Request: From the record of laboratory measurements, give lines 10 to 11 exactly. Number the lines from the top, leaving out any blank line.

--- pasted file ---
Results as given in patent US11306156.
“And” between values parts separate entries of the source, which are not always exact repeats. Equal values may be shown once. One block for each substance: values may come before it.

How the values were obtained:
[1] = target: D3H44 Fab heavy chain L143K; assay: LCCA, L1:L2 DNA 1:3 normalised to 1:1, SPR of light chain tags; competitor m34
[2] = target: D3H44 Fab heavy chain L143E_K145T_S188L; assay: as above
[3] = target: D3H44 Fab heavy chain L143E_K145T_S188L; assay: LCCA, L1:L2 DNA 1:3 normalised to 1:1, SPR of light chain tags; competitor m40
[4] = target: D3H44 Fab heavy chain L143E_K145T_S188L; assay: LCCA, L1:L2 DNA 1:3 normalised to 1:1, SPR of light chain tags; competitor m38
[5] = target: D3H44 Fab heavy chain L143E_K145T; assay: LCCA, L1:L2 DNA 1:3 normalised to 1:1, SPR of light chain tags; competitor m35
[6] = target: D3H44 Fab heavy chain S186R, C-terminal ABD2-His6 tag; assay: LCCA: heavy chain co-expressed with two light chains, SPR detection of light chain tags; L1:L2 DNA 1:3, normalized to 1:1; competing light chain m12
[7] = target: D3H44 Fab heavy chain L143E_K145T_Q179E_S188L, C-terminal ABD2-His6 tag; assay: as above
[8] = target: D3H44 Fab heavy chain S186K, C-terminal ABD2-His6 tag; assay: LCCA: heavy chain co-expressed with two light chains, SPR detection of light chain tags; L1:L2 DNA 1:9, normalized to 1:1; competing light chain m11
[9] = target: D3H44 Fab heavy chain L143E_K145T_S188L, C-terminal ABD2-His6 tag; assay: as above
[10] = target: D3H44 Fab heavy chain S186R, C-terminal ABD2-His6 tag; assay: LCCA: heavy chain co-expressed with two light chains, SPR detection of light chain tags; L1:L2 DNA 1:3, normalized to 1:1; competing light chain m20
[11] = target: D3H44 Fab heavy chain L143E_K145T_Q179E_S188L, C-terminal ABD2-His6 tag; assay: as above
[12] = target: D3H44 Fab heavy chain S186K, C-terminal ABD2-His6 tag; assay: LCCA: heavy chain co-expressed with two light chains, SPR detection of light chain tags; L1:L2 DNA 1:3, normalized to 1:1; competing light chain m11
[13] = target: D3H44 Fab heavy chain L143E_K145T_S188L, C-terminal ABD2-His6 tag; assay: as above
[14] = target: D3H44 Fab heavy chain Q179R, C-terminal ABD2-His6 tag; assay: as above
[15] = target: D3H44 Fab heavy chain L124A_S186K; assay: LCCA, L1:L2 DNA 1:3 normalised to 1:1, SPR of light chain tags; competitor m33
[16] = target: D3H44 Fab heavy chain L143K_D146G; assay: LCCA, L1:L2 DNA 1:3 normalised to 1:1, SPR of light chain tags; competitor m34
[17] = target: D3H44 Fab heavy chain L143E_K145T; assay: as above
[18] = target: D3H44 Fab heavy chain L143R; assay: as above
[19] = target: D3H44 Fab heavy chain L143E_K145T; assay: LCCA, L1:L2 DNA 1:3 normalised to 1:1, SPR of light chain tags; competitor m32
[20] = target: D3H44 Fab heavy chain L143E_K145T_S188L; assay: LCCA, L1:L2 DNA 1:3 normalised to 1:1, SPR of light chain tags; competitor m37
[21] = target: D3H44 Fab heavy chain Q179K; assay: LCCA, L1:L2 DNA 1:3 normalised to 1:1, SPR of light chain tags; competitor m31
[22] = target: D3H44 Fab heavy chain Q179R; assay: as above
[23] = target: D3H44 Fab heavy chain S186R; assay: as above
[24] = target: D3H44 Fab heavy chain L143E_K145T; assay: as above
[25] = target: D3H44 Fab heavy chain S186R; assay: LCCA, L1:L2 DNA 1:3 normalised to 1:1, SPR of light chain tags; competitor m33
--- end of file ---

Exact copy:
[7] = target: D3H44 Fab heavy chain L143E_K145T_Q179E_S188L, C-terminal ABD2-His6 tag; assay: as above
[8] = target: D3H44 Fab heavy chain S186K, C-terminal ABD2-His6 tag; assay: LCCA: heavy chain co-expressed with two light chains, SPR detection of light chain tags; L1:L2 DNA 1:9, normalized to 1:1; competing light chain m11